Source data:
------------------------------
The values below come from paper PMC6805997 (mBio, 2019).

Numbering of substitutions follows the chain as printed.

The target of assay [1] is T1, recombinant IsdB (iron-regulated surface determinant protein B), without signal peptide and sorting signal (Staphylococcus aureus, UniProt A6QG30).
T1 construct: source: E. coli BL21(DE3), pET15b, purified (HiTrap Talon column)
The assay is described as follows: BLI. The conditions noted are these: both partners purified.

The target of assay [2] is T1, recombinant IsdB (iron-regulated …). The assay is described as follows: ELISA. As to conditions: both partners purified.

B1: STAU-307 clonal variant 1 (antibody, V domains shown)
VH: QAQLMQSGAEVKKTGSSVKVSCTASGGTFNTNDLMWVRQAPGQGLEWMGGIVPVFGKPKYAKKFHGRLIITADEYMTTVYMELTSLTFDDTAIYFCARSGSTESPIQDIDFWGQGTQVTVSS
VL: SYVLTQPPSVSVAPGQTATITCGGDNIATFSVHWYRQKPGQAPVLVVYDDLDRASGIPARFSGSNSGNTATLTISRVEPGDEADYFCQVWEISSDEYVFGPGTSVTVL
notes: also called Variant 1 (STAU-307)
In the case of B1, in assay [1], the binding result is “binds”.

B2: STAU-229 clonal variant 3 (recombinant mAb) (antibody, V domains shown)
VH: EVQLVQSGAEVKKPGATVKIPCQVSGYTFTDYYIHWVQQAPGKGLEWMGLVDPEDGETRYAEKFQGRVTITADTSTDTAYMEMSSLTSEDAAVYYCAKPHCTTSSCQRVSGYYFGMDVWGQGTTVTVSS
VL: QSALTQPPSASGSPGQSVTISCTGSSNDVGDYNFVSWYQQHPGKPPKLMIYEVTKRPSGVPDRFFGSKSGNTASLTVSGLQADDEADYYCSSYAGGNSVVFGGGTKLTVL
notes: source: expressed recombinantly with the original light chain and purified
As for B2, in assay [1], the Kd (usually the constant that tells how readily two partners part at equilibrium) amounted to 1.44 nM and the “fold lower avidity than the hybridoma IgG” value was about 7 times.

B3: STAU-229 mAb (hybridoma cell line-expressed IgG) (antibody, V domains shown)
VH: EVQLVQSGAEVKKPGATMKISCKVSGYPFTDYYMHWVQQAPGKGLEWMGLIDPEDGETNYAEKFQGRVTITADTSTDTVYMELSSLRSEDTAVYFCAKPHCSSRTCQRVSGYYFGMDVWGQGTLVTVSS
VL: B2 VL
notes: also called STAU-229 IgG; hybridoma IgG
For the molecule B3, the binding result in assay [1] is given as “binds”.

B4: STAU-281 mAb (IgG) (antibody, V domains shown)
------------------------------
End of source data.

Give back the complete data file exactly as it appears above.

The values below come from paper PMC6805997 (mBio, 2019).

Numbering of substitutions follows the chain as printed.

The target of assay [1] is T1, recombinant IsdB (iron-regulated surface determinant protein B), without signal peptide and sorting signal (Staphylococcus aureus, UniProt A6QG30).
T1 construct: source: E. coli BL21(DE3), pET15b, purified (HiTrap Talon column)
The assay is described as follows: BLI. The conditions noted are these: both partners purified.

The target of assay [2] is T1, recombinant IsdB (iron-regulated …). The assay is described as follows: ELISA. As to conditions: both partners purified.

B1: STAU-307 clonal variant 1 (antibody, V domains shown)
VH: QAQLMQSGAEVKKTGSSVKVSCTASGGTFNTNDLMWVRQAPGQGLEWMGGIVPVFGKPKYAKKFHGRLIITADEYMTTVYMELTSLTFDDTAIYFCARSGSTESPIQDIDFWGQGTQVTVSS
VL: SYVLTQPPSVSVAPGQTATITCGGDNIATFSVHWYRQKPGQAPVLVVYDDLDRASGIPARFSGSNSGNTATLTISRVEPGDEADYFCQVWEISSDEYVFGPGTSVTVL
notes: also called Variant 1 (STAU-307)
In the case of B1, in assay [1], the binding result is “binds”.

B2: STAU-229 clonal variant 3 (recombinant mAb) (antibody, V domains shown)
VH: EVQLVQSGAEVKKPGATVKIPCQVSGYTFTDYYIHWVQQAPGKGLEWMGLVDPEDGETRYAEKFQGRVTITADTSTDTAYMEMSSLTSEDAAVYYCAKPHCTTSSCQRVSGYYFGMDVWGQGTTVTVSS
VL: QSALTQPPSASGSPGQSVTISCTGSSNDVGDYNFVSWYQQHPGKPPKLMIYEVTKRPSGVPDRFFGSKSGNTASLTVSGLQADDEADYYCSSYAGGNSVVFGGGTKLTVL
notes: source: expressed recombinantly with the original light chain and purified
As for B2, in assay [1], the Kd (usually the constant that tells how readily two partners part at equilibrium) amounted to 1.44 nM and the “fold lower avidity than the hybridoma IgG” value was about 7 times.

B3: STAU-229 mAb (hybridoma cell line-expressed IgG) (antibody, V domains shown)
VH: EVQLVQSGAEVKKPGATMKISCKVSGYPFTDYYMHWVQQAPGKGLEWMGLIDPEDGETNYAEKFQGRVTITADTSTDTVYMELSSLRSEDTAVYFCAKPHCSSRTCQRVSGYYFGMDVWGQGTLVTVSS
VL: B2 VL
notes: also called STAU-229 IgG; hybridoma IgG
For the molecule B3, the binding result in assay [1] is given as “binds”.

B4: STAU-281 mAb (IgG) (antibody, V domains shown)